Part of the reason I started this blog was to record all the blackly comedic moments that this whole process involves. I mean given that I wasn’t telling most people I knew about what I was doing, I rather wanted to share the lolz with someone, even if just with random strangers on the internet. Otherwise all my Easter Egg jokes would’ve been wasted. Perhaps for the best.
Anyway, the emotional rollercoaster rumbles on and Continue reading
No, really, I have changed. Probably in lots of ways over various periods of time, but for the purposes of this post, the most significant way in which I’ve changed is the way I feel about the egg freezing cycle this time, compared to how I felt about it first time around. Maybe it’s just familiarity breeding, well, not contempt, but certainly a little less respect, or maybe it’s because I’m pretty sure that this is the last time that I’m going to do this, but various things have Continue reading
So I went to the wedding, and I didn’t drink. In fact in one of those beautiful/tragi-comic ironies, I actually drank less than the pregnant women at the wedding. While I watched them treat themselves to a glass or two of champagne, I barely had a token sip during the speeches to avoid looking conspicuous. Looking like you’re drinking when you’re not is hard. Although sparkling water with ice and lemon does a mean imitation of gin and tonic. And it helps if you volunteer to go to the bar – or if one of your friends in the know kindly offers to get you a ‘gin and tonic’ when they go to the bar.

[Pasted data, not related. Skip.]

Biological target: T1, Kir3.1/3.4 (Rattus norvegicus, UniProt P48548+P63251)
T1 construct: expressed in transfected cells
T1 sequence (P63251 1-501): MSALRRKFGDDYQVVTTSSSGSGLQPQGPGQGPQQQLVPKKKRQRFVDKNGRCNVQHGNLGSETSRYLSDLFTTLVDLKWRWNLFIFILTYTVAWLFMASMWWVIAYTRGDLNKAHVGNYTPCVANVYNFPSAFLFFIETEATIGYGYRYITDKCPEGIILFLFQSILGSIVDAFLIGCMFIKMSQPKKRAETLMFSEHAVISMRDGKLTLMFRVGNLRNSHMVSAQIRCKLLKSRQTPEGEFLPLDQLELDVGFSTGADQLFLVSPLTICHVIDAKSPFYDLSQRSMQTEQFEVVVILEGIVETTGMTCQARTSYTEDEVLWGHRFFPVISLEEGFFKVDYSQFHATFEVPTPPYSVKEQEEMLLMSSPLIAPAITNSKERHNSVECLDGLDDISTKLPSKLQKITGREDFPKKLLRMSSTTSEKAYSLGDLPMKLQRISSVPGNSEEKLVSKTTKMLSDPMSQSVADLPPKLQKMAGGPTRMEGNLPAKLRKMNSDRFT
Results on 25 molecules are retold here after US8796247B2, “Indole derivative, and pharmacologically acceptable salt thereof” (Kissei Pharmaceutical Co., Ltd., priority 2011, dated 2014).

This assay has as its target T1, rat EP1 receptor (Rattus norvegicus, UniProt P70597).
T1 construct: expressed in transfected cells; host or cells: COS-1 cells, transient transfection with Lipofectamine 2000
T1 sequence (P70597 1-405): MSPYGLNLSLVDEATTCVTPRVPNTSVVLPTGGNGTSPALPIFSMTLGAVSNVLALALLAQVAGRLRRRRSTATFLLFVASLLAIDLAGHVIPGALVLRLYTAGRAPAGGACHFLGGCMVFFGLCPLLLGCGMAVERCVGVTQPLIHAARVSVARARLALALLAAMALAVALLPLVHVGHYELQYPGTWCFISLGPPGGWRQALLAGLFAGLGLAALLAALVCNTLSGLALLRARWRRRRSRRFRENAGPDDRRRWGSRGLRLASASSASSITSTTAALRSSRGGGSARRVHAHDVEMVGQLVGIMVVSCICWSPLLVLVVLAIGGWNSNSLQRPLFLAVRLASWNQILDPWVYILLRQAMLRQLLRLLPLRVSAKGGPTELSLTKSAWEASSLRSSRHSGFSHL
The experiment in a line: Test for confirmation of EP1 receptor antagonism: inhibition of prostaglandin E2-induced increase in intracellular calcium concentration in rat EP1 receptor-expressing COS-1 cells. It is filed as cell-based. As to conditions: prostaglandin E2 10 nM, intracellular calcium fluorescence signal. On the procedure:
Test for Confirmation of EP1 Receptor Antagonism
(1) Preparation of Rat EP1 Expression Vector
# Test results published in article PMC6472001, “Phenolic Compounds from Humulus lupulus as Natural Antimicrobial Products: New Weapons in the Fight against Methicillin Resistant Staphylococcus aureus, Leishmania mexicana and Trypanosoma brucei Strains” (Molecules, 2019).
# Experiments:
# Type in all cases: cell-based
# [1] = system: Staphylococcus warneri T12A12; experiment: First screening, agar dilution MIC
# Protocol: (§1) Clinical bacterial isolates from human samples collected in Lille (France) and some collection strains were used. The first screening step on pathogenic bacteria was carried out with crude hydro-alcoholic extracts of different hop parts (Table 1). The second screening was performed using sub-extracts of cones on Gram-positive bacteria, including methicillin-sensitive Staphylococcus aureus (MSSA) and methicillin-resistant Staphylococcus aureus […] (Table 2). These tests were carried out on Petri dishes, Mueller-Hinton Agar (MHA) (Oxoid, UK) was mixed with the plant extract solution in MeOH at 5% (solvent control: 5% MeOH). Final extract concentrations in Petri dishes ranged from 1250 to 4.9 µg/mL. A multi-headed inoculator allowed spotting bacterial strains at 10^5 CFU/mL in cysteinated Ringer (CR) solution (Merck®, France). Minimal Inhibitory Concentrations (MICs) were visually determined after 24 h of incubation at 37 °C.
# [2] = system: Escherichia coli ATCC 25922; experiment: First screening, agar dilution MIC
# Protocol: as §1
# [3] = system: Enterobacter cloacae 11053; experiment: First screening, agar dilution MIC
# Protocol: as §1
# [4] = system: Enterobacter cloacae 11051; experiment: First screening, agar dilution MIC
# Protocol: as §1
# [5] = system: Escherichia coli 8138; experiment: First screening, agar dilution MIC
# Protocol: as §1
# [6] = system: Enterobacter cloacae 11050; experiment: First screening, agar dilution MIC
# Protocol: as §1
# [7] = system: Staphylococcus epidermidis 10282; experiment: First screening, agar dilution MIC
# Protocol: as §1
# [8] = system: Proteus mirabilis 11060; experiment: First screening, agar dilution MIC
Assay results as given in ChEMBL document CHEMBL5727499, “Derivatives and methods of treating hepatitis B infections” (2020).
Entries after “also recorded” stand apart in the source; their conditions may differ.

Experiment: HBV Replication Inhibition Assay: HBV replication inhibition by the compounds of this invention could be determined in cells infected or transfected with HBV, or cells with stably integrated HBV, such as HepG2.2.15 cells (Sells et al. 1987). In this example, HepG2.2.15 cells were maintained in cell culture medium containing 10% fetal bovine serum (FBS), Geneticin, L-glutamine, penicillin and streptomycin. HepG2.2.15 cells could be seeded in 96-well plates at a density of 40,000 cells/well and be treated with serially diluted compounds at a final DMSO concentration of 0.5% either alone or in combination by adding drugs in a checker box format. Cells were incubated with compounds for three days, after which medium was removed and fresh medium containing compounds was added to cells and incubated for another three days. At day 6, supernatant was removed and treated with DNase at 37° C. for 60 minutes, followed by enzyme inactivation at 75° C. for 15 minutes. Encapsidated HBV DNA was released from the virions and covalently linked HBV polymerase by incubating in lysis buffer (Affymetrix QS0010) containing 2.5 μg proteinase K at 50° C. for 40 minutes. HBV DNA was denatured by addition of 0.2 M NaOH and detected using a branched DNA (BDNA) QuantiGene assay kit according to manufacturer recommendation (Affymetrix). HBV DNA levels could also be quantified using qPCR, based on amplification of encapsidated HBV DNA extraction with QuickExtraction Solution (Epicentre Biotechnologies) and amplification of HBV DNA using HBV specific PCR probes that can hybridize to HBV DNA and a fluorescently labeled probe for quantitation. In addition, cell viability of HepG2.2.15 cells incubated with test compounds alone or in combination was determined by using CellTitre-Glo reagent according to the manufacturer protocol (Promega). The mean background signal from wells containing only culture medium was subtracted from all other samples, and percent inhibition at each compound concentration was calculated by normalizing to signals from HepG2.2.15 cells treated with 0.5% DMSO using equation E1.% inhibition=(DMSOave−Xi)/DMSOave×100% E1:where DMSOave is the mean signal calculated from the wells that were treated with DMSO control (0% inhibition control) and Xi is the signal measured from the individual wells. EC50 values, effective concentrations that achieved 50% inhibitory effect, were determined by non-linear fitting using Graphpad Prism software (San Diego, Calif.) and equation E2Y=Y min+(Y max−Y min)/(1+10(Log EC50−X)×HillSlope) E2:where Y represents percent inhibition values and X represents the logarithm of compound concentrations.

But you know what? Having dated sober, Continue reading
If I had tried really, really hard to pick a time when I would LEAST like to be not drinking and injecting myself with hormones, it would probably be this week. Which is, of course, why today I’m starting the injections for my third – and final – cycle of egg freezing.
This week I have in my diary: 1 x reunion of old work colleagues, 1 x best friend’s hen do, 1 x best friend’s wedding, 1 x work night out, 1 x boozy Sunday lunch with the girls. I’ve already had to cancel the blow dry I had planned for the morning of the wedding because I have to have my day 5 scan that morning instead.
Why am I doing this? Because there’s never a good time. Because there’s always Continue reading
For those of you not schooled in Greek, that’s fear of needles – belone is ‘needle’ in Greek – who knew? Not me. I looked it up. Anyway. If you happen to suffer from belonephobia, I think you’re probably going to struggle with this egg-freezing lark. I’m very lucky, I don’t. I mean, it’s not like I love being jabbed with a sharp object, that would be lunacy. But of all the many things I’m terrified of (birds, mice, people being sick, dying alone, never falling in love again, falling in love again), needles isn’t one of them.
I’ve been a blood donor since the age of 18, probably because Continue reading